The 2018 report by Modor Intelligence estimates the global clean label market to reach $45.6 billion by 2023, and individuals interested in eating clean will ultimately shape and define what clean eating is all about.
What is clean eating, clean food and clean label? To the general public, the term clean label has little to no meaning. However, when it comes to clean eating and clean food, the term becomes more personal and individual.
In focus group discussions with Millennials and Generation Z, we asked participants about clean food, clean eating and clean label and to define the concept and terms. Among this diverse set of eaters from Baltimore, Md., we found a number of interesting insights regarding clean but also interesting insights about awareness, taste and trade-offs, as well as these ideas and concepts. Take a look at the report, “Clean Label Values among Millennials and Generation Z,” for more details on these and other interesting findings. In addition to Millennial and Gen Z attitudes toward clean eating, we found:
- Little awareness about “clean label,” but most of the focus group participants understood the overall concept of clean eating and clean food. Many even defined clean eating and clean food as a “peace of mind thing where you just feel better about yourself.”
- Meal occasions matter the most, and eating occasions dictate what food is eaten and for what occasion. For example, several participants wouldn’t consider lunch and dinner the same, and therefore these participants would select and eat different food items for these different eating occasions.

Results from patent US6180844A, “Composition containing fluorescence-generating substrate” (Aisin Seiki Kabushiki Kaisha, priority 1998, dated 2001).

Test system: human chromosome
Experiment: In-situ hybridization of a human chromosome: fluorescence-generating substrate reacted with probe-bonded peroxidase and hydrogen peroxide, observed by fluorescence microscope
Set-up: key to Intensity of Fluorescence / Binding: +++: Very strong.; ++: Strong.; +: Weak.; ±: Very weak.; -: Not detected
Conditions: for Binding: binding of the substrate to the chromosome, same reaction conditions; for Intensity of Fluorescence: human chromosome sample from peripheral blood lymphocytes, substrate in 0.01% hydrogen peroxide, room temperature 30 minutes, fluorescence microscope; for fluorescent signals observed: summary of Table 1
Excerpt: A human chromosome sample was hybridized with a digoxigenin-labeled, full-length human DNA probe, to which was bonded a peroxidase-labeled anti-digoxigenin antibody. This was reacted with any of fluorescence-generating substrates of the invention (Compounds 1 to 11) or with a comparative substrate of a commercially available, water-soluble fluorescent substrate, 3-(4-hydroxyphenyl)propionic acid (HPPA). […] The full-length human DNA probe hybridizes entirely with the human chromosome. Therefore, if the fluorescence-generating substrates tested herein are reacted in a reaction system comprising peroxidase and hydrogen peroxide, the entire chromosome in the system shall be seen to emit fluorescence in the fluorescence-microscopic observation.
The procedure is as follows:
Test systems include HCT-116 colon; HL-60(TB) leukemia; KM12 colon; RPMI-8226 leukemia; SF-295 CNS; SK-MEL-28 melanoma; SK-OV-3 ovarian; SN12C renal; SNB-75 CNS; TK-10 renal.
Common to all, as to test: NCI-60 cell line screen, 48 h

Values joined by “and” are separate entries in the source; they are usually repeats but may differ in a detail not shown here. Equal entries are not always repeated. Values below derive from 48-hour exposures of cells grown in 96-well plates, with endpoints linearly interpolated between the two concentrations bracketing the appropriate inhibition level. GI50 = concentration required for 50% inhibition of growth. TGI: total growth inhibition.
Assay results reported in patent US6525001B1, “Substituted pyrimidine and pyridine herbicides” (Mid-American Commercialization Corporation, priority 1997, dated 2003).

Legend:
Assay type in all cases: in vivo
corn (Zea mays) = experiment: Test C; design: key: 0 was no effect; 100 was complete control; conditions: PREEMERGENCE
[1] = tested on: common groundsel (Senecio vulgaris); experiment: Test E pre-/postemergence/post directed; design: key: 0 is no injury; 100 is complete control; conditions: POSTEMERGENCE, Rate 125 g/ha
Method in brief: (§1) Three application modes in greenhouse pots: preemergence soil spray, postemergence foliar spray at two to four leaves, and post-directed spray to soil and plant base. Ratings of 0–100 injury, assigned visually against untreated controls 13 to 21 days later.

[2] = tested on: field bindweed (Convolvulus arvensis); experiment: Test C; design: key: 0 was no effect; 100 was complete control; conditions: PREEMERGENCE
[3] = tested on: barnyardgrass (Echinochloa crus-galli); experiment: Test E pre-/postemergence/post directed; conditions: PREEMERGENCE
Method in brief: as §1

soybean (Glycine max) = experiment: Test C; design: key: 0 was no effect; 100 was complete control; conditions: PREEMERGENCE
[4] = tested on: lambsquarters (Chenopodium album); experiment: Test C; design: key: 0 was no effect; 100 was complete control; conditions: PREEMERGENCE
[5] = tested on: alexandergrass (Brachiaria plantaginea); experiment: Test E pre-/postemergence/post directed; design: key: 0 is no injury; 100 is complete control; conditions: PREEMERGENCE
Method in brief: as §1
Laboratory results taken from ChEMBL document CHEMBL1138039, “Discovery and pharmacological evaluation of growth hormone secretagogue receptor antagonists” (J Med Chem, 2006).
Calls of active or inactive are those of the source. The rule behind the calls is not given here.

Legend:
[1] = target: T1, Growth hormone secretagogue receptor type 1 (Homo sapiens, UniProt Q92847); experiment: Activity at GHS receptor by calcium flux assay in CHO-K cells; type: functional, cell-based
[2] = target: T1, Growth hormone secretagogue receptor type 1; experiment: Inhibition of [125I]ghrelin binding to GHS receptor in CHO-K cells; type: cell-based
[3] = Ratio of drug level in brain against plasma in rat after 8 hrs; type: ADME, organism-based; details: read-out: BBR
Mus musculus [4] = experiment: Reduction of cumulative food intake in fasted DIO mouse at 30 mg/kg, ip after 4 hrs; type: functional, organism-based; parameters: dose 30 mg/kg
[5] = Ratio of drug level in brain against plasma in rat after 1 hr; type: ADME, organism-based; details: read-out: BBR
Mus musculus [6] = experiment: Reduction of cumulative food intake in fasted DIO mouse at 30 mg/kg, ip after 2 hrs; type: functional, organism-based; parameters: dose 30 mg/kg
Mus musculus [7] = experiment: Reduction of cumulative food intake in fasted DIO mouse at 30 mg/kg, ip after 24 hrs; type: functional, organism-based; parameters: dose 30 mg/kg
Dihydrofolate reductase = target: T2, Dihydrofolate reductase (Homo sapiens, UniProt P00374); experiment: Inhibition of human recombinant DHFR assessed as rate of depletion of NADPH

- Taste remains king and is the No. 1 reason why participants buy certain foods. Likewise, when asked if they would accept a product that tasted differently, the majority of focus group participants agreed they would not accept a difference in taste, especially for their favored foods. Similarly, in the 2018 Food & Health Survey, taste ranks among the top reasons Americans buy certain foods and it has been the No. 1 reason for the past 10 years.*
- Price was considered a high priority, and many participants elevated it higher than other purchase-decision factors such as healthfulness. Many in the focus group discussions perceived clean label products as being similar to organic options, thinking that it would carry a higher price tag or “not taste as good.”
Additionally, we asked about sources of information and familiar foods, and we even asked participants to review an ingredient list. Check out the report to see what Millennials and Gen Z had to say about artificial ingredients.
Millennials: Influencing Food and Product Development
Millennials are a population of over 83 million and, according to Dr. Aurora Saulo of the University of Hawaii, “Their cultural diversity affords them the knowledge and confidence to explore the broad spectrum of foods and ingredients and a higher demand for an increased variety of ethic dishes from global destinations our parents never dreamed or heard of.”
It is with this increased demand for exploring new flavors and the value placed on food that the clean label market will continue to proliferate and expand to create new products for this growing population.
Generation Z: The Influencers of Tomorrow
Affectionately known as Gen Z, they are less inclined to have developed palates for exotic flavors, as many of them are just starting out on their own. As time progresses and they continue to move upward, they too will become a guiding force for the future of food and clean food product development.
Looking ahead, we can easily see a market with more variety and more choices. Eaters will have the ability to find a gluten-free muffin that looks and tastes the same as a regular muffin, or their favorite jelly candies made with ingredients derived from nature—more food choices at the same or possibly a lower price. It’s the power of the eater that will influence what we buy today and the clean label products that will be available tomorrow.
The report, Clean Label Values, is a glimpse into the shopping carts of a growing segment of the population. In it, you can learn more about our findings, what eaters think about clean food and why many define the concept as “a peace of mind thing.”